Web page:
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Pacifist, The Warrior, and Courage
one doesn't have the courage needed to be a pacifist, one's a warrior.
The pacifist is always alone.
is sure of being in agreement with most people. If it's a majority he
wants, he can set his mind at ease, he's in it ... If, like everyone,
he needs greatness, its in the mess that a greatness 'in his own size'
is found for him. Everything is prepared for him in advance. If a man
trembles at the idea of one day surpassing Man, let him tremble no longer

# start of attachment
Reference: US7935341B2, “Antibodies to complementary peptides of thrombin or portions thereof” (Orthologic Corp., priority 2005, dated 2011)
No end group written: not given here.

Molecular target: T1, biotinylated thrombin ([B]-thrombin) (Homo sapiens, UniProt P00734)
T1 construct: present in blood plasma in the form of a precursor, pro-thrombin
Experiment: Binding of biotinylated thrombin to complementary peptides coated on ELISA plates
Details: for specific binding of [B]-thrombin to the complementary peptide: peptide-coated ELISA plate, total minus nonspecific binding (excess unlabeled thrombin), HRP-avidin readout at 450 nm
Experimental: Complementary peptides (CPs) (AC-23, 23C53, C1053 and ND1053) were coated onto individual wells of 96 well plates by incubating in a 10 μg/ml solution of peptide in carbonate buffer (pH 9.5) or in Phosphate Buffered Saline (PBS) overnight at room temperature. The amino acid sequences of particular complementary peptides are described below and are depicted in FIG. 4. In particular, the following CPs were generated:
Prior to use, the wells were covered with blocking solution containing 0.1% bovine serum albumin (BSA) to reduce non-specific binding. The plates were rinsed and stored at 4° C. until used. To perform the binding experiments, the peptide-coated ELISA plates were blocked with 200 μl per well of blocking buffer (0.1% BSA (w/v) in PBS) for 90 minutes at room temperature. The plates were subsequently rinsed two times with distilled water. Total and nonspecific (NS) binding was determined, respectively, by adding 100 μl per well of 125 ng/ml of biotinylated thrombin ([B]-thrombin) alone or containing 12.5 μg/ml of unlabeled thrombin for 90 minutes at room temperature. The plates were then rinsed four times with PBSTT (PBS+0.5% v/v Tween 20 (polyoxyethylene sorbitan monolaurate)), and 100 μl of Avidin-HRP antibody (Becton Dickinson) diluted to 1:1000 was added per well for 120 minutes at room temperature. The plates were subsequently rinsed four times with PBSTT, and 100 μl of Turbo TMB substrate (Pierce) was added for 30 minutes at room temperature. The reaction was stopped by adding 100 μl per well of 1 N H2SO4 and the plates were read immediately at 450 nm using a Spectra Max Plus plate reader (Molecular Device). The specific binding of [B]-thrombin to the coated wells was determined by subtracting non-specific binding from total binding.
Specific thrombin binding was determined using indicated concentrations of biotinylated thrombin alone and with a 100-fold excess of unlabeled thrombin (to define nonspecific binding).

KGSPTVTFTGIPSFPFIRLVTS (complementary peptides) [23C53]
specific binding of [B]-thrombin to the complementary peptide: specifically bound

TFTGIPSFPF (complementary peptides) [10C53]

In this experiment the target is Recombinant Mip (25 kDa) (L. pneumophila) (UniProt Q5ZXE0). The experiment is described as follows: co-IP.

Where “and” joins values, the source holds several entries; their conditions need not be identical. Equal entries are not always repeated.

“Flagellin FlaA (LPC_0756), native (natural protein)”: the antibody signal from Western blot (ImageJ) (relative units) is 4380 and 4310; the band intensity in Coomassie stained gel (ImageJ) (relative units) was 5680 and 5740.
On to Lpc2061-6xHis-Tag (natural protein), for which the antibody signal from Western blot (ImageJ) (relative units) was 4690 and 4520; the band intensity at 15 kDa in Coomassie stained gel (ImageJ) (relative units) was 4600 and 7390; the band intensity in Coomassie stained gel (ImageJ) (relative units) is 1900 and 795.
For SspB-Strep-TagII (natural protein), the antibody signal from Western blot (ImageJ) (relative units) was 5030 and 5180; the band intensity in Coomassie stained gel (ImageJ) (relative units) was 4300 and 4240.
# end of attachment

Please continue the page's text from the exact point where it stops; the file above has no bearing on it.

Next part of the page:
but become a warrior; or simpler still, just surrender and let himself
go - he'll be set among the warriors as a matter of course ... The whole
game of war is played out on the warrior's weakness ... The simple soldier:
neither good nor bad, recruited into it because he's not against it.
He'll suffer the warrior's lot there without causing trouble, until
the day when, like Faulkner's hero, he discovers that anyone can stumble
blindly into heroism by mistake, as easily as he can fall down a manhole
left open in the middle of the sidewalk. It's absurd to claim that an
army made up of millions of men is the personification of courage: that's
the conclusion of a facile mind."
Jean Giono (1895-1970).
Preface to the Carnets de moleskine cited by Jean Paul Sartre in The
War Diaries; Pantheon, 1984; Notebook 5, p.139